A feud has sprung up between WFAN afternoon host Craig Carton and former WFAN host John Jastremski. Boomer & Gio discussed the spat on Friday morning’s show, with Gregg Giannotti being troubled by a revelation.
During his New York New York podcast, a voicemail left for Jastremski asked about Carton’s comments, but the caller said a WFAN employee sent him the clip of Carton’s criticism.
“So that means we have a mole,” Boomer Esiason said.
“That right there is a problem,” Gregg Giannotti added. “‘We both have a mutual friend that still works over there’ and that person shared a link of Craig talking about JJ (Jastremski). So, clearly, that person is on JJ’s side and they’re still working here. That’s a mole! That’s someone going against the team! And I think know who that is!”
Esiason then asked if he knew the person, to which Giannotti said he did. He then asked if he would be upset by who it was, which Giannotti affirmed as well.
The show then played the final portion of Jastremski’s rant, which included him saying to Carton “I’m not listening to a crook. So you know what? Go take a f—ing hike.”
“Jesus!” Esiason exclaimed. “Good for JJ, though. Standing up for himself.”
“I like both of these guys. I do. I got respect for both of them,” said Giannotti. “Everybody doesn’t have to go to the jail, crook thing with Craig every single time. Do they? It’s low-hanging fruit. Everybody goes there. There’s no way he can defend himself in that way because everybody saying ‘You went to jail’ didn’t go to jail, and it’s not apples and oranges. But the business stuff is apples-to-apples.
“So when I hear that, I’m just like ‘Ok, you went there. Be a little more creative than that’. As far as I listen to legend things, please, nobody has given me worse advice in my life than Mike Francesa did. Nobody. I would still be out in the newsroom cutting Islander highlights if I listened to that guy. And the only reason why Mike liked JJ was because he didn’t feel he was a threat. The only people Mike likes is the people he feels non-threatened by. And that’s where that comes from.”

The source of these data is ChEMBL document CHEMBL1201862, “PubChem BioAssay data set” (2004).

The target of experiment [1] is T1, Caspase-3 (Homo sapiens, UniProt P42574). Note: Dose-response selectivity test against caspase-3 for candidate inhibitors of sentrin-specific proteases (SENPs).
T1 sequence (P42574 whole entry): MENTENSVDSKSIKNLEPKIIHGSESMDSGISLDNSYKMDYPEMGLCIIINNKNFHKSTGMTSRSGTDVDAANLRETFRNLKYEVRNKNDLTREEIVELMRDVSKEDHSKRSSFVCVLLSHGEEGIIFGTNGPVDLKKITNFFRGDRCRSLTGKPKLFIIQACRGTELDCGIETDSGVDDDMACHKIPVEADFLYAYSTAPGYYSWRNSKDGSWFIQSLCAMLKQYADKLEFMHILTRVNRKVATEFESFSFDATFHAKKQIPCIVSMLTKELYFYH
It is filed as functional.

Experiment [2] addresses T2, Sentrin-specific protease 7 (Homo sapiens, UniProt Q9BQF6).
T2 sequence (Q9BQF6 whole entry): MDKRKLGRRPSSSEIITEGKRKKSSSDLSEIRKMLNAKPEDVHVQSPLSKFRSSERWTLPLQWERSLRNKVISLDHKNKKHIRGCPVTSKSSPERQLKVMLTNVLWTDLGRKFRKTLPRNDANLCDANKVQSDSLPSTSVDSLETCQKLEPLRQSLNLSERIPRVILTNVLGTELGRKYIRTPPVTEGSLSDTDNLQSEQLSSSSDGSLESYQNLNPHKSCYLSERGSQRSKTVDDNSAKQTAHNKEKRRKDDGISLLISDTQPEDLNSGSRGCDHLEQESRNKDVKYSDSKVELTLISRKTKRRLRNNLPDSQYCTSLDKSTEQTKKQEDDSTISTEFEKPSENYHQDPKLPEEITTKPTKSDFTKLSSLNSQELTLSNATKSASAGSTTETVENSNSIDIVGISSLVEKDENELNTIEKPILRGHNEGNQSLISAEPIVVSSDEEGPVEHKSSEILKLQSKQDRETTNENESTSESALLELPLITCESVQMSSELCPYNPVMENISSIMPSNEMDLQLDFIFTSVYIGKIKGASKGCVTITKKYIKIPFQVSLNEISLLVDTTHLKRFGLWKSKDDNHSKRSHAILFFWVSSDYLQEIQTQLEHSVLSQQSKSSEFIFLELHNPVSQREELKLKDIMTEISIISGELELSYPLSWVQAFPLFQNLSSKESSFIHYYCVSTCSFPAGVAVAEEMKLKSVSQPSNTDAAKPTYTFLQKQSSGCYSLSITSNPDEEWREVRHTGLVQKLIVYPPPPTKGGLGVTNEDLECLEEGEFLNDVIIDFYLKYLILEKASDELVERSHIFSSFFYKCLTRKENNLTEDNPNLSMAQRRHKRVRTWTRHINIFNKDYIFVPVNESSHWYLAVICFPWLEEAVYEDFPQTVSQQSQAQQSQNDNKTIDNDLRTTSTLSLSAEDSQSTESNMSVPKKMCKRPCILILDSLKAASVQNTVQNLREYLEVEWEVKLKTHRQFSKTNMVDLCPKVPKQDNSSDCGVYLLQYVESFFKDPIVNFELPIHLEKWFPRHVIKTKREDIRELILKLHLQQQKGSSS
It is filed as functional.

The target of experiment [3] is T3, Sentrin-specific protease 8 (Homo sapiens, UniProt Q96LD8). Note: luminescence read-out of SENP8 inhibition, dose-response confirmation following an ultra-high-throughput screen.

After concluding Jastremski’s rant was a “little over the top”, Giannotti then turned his attention to the “mole” inside the station.
“The thing that bothers me the most about this is the leak from within the building. Someone here is sending this audio out to a former listener…to cause problems. That — to me — is an issue. The guy on the voicemail said ‘We may or may not have a mutual friend that still works at the radio station’ and this guy just slammed the radio station. And he’s friends with the guy who slammed the radio station and then slammed Craig and this guy’s on their side?! And this guy that works here is on their side?! That to me is a major, major problem.”
Dan Dakich: Craig Carton is ‘The Way Talk Radio Should Be’
“If you’re being critical because you want to be the guy that’s always critical I don’t think you can do that either. I think you gotta be honest. And criticism comes with it.”
Craig Carton has prided himself on being one of those hosts who tells it like it is, especially when talking about New York’s pro sports teams.
That willingness to call a spade a spade and levy criticism on teams like the Jets and Giants, especially when things are not going well on the field, is something Dan Dakich has always seen as a recipe for success in the industry.
Interviewing Carton on Thursday on his Outkick show Don’t @ Me, Dakich praised the WFAN afternoon host for essentially creating a blueprint for how sports talk should be done.
“In Indianapolis I’m the bad guy right, because I say look the Colts stink, this regime is 46-49-1 – why are you telling me the GM is the best in the country – why are you telling me Frank Reich can really coach?” Dakich said. “New York’s different, though, right? I mean, New York they expect you to say look if you ain’t any good then you ain’t any good. Yu don’t sugarcoat nothing, and I think that’s the way talk radio should be.”
Carton noted that what’s key in how you critique a team or a front office, executive or owner is finding a balance. He said you can’t as a host be the ultimate homer and blow smoke up everyone’s behind.
“You have to be able to be critical when it’s warranted,” Carton said. “If you’re being critical because you want to be the guy that’s always critical I don’t think you can do that either. I think you gotta be honest. And criticism comes with it.”
Carton pointed out that the fan bases in both New York and in Indianapolis are ultimately the same, because at the end of the day it’s all about making sure you have competent people calling the right shots. He added that the organizations are the same too because of how sensitive they can be to criticism, which he said if they don’t like it, “too bad.”
Jordan Bondurant is a features reporter for Barrett Sports Media. He works full-time as a multimedia specialist at the Virginia State Corporation Commission, while also putting in part-time work for News Radio WRVA and 910 The Fan in Richmond. Additionally, you can find Jordan contributing coverage of the Washington Capitals for the blog NoVa Caps. His prior media experiences include working for the Richmond Times-Dispatch, the Danville Register & Bee, Virginia Lawyers Weekly and ABC 8News. He can be reached by email at email@example.com or follow him on Twitter @J__Bondurant.